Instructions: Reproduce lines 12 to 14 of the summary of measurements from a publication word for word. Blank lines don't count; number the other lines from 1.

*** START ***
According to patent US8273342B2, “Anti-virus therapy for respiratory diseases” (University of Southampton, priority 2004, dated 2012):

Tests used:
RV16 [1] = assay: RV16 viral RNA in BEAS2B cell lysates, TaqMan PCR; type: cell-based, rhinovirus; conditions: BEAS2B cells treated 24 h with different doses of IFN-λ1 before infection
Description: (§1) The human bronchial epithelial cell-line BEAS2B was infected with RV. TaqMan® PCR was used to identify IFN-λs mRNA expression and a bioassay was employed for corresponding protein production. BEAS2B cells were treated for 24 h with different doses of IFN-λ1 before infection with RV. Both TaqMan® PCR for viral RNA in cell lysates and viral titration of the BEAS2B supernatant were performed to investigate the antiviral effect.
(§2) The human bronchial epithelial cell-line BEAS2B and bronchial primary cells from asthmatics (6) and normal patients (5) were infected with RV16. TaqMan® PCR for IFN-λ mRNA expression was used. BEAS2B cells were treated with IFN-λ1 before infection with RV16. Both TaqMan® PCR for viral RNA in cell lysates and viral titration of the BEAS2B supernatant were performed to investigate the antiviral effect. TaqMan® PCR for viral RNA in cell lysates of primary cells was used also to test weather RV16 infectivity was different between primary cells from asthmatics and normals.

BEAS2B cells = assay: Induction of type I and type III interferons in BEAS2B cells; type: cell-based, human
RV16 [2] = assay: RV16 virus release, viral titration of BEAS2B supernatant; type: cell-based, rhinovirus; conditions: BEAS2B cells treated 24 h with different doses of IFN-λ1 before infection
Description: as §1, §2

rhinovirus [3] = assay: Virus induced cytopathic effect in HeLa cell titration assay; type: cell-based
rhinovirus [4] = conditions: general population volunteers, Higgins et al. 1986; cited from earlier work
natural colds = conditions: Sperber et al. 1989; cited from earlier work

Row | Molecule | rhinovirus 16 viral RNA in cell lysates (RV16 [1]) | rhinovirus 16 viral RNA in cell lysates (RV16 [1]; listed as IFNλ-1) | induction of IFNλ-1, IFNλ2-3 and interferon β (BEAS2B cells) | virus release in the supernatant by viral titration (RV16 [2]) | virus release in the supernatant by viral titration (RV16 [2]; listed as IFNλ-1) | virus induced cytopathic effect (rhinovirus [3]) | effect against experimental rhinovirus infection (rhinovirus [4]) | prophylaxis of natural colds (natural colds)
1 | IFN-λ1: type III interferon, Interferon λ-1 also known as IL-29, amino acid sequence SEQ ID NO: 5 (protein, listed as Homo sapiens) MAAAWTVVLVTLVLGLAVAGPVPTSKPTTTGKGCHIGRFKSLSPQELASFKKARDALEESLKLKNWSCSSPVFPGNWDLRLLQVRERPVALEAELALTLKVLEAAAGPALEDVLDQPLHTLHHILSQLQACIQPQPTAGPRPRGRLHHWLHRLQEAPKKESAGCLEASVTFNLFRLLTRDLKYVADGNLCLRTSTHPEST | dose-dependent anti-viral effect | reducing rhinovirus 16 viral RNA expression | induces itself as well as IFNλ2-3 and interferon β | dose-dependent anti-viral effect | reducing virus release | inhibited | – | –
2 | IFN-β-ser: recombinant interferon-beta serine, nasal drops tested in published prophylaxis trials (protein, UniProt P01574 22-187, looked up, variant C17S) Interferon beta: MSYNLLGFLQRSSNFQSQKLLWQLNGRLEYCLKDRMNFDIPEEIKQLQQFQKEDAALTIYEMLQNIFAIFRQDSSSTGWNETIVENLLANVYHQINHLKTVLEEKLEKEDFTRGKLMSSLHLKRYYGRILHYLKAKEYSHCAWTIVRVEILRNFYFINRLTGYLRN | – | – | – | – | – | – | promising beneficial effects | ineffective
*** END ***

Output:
Row | Molecule | rhinovirus 16 viral RNA in cell lysates (RV16 [1]) | rhinovirus 16 viral RNA in cell lysates (RV16 [1]; listed as IFNλ-1) | induction of IFNλ-1, IFNλ2-3 and interferon β (BEAS2B cells) | virus release in the supernatant by viral titration (RV16 [2]) | virus release in the supernatant by viral titration (RV16 [2]; listed as IFNλ-1) | virus induced cytopathic effect (rhinovirus [3]) | effect against experimental rhinovirus infection (rhinovirus [4]) | prophylaxis of natural colds (natural colds)
1 | IFN-λ1: type III interferon, Interferon λ-1 also known as IL-29, amino acid sequence SEQ ID NO: 5 (protein, listed as Homo sapiens) MAAAWTVVLVTLVLGLAVAGPVPTSKPTTTGKGCHIGRFKSLSPQELASFKKARDALEESLKLKNWSCSSPVFPGNWDLRLLQVRERPVALEAELALTLKVLEAAAGPALEDVLDQPLHTLHHILSQLQACIQPQPTAGPRPRGRLHHWLHRLQEAPKKESAGCLEASVTFNLFRLLTRDLKYVADGNLCLRTSTHPEST | dose-dependent anti-viral effect | reducing rhinovirus 16 viral RNA expression | induces itself as well as IFNλ2-3 and interferon β | dose-dependent anti-viral effect | reducing virus release | inhibited | – | –
2 | IFN-β-ser: recombinant interferon-beta serine, nasal drops tested in published prophylaxis trials (protein, UniProt P01574 22-187, looked up, variant C17S) Interferon beta: MSYNLLGFLQRSSNFQSQKLLWQLNGRLEYCLKDRMNFDIPEEIKQLQQFQKEDAALTIYEMLQNIFAIFRQDSSSTGWNETIVENLLANVYHQINHLKTVLEEKLEKEDFTRGKLMSSLHLKRYYGRILHYLKAKEYSHCAWTIVRVEILRNFYFINRLTGYLRN | – | – | – | – | – | – | promising beneficial effects | ineffective